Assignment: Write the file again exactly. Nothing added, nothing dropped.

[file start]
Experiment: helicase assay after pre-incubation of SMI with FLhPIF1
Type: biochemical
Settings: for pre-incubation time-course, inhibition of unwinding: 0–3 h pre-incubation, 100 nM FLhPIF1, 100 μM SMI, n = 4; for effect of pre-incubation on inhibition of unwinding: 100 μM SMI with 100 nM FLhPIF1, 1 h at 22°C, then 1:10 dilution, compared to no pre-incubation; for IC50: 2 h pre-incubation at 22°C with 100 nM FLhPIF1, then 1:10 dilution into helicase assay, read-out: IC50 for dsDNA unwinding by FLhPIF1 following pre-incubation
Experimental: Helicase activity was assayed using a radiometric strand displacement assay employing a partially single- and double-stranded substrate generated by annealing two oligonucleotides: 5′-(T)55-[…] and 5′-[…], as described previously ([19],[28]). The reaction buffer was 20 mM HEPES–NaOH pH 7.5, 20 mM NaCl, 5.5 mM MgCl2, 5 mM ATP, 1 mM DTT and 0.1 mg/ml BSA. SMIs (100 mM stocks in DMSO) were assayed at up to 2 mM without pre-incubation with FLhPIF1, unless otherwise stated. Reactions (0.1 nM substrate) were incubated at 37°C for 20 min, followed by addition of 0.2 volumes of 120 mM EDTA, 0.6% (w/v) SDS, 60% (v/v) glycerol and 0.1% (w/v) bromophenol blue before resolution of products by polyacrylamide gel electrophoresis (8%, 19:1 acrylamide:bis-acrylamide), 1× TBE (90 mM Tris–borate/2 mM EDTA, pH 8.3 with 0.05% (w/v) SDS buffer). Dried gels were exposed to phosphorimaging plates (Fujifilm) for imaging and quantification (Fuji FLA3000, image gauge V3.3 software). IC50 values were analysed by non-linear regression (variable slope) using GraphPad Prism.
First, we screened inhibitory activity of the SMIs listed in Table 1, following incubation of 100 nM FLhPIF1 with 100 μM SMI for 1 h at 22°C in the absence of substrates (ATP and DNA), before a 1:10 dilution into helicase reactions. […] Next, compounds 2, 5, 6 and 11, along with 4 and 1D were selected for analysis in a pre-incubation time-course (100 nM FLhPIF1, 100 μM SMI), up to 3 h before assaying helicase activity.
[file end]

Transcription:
Experiment: helicase assay after pre-incubation of SMI with FLhPIF1
Type: biochemical
Settings: for pre-incubation time-course, inhibition of unwinding: 0–3 h pre-incubation, 100 nM FLhPIF1, 100 μM SMI, n = 4; for effect of pre-incubation on inhibition of unwinding: 100 μM SMI with 100 nM FLhPIF1, 1 h at 22°C, then 1:10 dilution, compared to no pre-incubation; for IC50: 2 h pre-incubation at 22°C with 100 nM FLhPIF1, then 1:10 dilution into helicase assay, read-out: IC50 for dsDNA unwinding by FLhPIF1 following pre-incubation
Experimental: Helicase activity was assayed using a radiometric strand displacement assay employing a partially single- and double-stranded substrate generated by annealing two oligonucleotides: 5′-(T)55-[…] and 5′-[…], as described previously ([19],[28]). The reaction buffer was 20 mM HEPES–NaOH pH 7.5, 20 mM NaCl, 5.5 mM MgCl2, 5 mM ATP, 1 mM DTT and 0.1 mg/ml BSA. SMIs (100 mM stocks in DMSO) were assayed at up to 2 mM without pre-incubation with FLhPIF1, unless otherwise stated. Reactions (0.1 nM substrate) were incubated at 37°C for 20 min, followed by addition of 0.2 volumes of 120 mM EDTA, 0.6% (w/v) SDS, 60% (v/v) glycerol and 0.1% (w/v) bromophenol blue before resolution of products by polyacrylamide gel electrophoresis (8%, 19:1 acrylamide:bis-acrylamide), 1× TBE (90 mM Tris–borate/2 mM EDTA, pH 8.3 with 0.05% (w/v) SDS buffer). Dried gels were exposed to phosphorimaging plates (Fujifilm) for imaging and quantification (Fuji FLA3000, image gauge V3.3 software). IC50 values were analysed by non-linear regression (variable slope) using GraphPad Prism.
First, we screened inhibitory activity of the SMIs listed in Table 1, following incubation of 100 nM FLhPIF1 with 100 μM SMI for 1 h at 22°C in the absence of substrates (ATP and DNA), before a 1:10 dilution into helicase reactions. […] Next, compounds 2, 5, 6 and 11, along with 4 and 1D were selected for analysis in a pre-incubation time-course (100 nM FLhPIF1, 100 μM SMI), up to 3 h before assaying helicase activity.